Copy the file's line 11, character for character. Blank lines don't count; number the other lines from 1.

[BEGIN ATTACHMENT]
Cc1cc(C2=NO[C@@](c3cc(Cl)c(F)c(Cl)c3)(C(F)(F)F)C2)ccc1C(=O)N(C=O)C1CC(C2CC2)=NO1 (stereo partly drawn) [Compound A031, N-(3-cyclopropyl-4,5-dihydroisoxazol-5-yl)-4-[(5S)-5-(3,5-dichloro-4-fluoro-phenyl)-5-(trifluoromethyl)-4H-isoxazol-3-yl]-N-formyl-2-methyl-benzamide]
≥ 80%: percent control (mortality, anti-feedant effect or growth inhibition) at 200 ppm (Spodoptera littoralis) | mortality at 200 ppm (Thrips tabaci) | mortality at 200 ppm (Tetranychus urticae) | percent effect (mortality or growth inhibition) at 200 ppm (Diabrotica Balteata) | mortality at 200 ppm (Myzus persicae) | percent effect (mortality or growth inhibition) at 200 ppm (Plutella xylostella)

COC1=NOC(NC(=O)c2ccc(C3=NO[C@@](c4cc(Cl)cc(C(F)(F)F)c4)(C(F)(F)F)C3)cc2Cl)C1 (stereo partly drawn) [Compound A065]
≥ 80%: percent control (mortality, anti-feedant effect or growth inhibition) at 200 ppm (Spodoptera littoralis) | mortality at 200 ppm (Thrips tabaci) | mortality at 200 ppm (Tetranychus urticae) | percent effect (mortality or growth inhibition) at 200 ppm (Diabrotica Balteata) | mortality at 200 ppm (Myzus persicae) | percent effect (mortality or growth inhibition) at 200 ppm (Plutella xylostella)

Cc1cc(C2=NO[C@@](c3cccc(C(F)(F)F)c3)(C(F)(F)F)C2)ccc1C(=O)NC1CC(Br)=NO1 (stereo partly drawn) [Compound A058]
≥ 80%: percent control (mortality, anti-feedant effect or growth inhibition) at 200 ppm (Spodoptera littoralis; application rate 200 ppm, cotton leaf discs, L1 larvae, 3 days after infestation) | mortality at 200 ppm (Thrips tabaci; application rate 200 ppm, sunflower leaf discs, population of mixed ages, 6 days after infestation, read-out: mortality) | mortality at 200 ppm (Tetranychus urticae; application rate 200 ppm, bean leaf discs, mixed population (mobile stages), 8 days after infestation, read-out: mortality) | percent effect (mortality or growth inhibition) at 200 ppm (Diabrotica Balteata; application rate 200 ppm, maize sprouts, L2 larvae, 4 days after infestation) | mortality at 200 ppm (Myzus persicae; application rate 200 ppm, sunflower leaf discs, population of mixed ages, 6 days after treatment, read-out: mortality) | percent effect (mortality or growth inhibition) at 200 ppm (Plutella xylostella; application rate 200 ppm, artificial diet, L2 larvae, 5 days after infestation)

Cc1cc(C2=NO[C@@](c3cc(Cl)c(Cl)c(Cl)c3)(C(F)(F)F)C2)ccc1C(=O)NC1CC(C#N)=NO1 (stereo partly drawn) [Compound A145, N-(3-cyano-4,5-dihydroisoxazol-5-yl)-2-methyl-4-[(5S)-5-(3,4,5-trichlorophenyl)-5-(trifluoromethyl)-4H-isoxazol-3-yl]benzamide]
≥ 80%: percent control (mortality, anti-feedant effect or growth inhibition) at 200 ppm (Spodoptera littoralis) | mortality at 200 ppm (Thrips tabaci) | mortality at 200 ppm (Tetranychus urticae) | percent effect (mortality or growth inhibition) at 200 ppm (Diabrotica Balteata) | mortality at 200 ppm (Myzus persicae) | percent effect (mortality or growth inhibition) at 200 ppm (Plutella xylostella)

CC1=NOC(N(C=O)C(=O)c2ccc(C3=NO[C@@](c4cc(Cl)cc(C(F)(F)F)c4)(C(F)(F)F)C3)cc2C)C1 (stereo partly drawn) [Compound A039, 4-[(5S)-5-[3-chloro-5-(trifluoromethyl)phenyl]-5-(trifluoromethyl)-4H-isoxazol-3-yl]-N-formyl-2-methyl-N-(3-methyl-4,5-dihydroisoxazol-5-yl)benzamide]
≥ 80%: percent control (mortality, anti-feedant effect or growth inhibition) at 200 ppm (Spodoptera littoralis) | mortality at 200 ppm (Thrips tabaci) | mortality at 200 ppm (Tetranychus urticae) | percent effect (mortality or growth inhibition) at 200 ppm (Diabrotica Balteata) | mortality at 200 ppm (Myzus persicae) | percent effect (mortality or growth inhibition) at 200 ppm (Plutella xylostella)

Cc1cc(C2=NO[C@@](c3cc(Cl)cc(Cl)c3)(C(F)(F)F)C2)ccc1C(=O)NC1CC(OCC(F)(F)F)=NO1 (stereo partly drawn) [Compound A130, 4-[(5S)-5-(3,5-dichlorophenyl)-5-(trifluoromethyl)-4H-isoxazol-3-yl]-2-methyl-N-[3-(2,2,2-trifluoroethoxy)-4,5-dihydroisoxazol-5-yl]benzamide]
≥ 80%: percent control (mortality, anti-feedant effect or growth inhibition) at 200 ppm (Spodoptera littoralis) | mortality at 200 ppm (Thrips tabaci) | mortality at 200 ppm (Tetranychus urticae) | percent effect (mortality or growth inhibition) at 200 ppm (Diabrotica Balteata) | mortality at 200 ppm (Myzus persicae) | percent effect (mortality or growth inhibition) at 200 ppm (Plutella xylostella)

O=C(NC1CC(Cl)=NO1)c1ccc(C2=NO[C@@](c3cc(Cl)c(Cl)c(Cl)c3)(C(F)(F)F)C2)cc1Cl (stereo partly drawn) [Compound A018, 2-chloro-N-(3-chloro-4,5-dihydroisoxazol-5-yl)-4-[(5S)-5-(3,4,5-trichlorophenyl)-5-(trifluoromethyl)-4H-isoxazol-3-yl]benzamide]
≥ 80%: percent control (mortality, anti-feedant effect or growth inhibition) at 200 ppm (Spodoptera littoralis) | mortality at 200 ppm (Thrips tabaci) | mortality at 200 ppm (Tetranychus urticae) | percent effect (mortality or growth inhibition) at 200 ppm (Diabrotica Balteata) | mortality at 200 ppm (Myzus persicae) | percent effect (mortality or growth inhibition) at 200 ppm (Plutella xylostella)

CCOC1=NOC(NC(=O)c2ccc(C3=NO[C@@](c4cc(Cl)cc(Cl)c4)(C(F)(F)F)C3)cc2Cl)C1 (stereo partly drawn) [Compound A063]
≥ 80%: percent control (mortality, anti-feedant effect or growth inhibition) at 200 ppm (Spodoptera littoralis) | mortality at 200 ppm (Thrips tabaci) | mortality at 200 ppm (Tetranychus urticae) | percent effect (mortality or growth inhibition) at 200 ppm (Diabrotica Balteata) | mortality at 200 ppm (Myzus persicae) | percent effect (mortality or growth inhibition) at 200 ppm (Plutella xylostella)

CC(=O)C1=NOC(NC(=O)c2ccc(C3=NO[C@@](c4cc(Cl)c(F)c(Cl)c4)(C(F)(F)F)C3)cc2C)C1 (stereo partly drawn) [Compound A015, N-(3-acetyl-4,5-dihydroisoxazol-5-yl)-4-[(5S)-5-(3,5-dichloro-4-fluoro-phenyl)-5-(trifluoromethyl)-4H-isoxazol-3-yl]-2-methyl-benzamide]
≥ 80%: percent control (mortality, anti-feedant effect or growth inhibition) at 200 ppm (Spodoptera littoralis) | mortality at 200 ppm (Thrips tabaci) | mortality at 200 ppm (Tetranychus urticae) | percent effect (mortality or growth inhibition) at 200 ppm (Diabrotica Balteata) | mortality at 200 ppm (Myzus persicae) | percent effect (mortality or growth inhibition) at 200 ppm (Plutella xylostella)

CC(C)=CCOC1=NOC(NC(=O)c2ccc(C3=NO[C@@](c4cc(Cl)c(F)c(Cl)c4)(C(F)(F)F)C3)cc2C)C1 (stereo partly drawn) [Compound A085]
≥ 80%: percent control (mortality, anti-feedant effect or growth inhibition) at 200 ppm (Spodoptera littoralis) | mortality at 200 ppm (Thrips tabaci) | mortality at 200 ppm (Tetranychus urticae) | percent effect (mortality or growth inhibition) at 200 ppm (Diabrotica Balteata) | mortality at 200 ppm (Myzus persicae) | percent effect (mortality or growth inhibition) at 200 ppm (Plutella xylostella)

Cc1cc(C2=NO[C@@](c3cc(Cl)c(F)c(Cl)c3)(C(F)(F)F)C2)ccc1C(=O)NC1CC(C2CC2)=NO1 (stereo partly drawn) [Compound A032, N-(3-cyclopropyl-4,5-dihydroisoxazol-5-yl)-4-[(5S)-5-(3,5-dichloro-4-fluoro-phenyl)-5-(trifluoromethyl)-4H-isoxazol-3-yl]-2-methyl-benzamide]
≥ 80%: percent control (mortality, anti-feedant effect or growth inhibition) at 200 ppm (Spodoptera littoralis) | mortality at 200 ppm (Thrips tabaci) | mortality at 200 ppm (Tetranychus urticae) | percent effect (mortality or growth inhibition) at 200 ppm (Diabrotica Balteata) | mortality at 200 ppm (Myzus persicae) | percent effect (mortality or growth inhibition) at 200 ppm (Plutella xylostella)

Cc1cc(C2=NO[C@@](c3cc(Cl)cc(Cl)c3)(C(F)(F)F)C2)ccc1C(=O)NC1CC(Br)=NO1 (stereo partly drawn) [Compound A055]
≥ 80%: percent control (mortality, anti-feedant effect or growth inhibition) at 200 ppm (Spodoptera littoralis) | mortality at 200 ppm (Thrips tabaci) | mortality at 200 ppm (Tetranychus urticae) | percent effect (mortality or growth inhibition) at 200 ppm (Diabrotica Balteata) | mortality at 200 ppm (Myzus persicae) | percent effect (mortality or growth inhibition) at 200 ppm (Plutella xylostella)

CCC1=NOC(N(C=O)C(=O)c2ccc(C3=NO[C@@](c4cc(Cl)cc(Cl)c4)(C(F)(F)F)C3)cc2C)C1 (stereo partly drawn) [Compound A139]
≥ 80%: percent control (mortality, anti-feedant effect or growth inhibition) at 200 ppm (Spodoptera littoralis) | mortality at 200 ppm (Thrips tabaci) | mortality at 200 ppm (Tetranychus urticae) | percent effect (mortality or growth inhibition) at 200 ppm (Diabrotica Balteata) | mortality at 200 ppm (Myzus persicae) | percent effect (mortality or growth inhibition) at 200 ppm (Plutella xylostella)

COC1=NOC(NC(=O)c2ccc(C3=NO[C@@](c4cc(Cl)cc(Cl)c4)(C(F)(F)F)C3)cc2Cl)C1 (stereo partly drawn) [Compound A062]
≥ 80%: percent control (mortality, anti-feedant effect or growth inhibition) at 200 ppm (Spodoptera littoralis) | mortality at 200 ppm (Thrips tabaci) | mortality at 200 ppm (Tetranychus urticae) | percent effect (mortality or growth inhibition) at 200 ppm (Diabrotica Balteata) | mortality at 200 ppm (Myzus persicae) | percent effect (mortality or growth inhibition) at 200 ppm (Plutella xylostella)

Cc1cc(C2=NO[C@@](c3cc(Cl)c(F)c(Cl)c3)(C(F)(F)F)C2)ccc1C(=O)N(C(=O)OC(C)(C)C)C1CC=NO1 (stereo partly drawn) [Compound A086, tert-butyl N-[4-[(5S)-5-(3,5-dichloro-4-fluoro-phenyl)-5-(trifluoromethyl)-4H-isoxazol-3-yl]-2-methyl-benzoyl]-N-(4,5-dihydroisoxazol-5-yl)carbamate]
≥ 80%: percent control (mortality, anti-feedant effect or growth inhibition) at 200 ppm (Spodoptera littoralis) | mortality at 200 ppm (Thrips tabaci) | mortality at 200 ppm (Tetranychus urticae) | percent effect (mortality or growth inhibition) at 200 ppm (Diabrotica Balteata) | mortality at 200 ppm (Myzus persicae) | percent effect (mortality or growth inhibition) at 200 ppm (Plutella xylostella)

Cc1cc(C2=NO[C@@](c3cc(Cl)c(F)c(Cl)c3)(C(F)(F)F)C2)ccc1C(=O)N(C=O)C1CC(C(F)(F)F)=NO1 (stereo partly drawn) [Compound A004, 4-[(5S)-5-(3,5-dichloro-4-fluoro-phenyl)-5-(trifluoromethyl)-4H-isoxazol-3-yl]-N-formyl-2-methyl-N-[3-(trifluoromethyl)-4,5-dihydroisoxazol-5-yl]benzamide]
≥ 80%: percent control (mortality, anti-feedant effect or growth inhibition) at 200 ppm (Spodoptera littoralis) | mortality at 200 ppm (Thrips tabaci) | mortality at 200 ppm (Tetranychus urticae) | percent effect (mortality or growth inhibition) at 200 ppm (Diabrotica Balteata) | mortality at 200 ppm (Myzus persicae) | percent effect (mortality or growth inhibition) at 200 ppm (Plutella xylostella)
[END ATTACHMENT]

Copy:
Cc1cc(C2=NO[C@@](c3cc(Cl)cc(Cl)c3)(C(F)(F)F)C2)ccc1C(=O)NC1CC(OCC(F)(F)F)=NO1 (stereo partly drawn) [Compound A130, 4-[(5S)-5-(3,5-dichlorophenyl)-5-(trifluoromethyl)-4H-isoxazol-3-yl]-2-methyl-N-[3-(2,2,2-trifluoroethoxy)-4,5-dihydroisoxazol-5-yl]benzamide]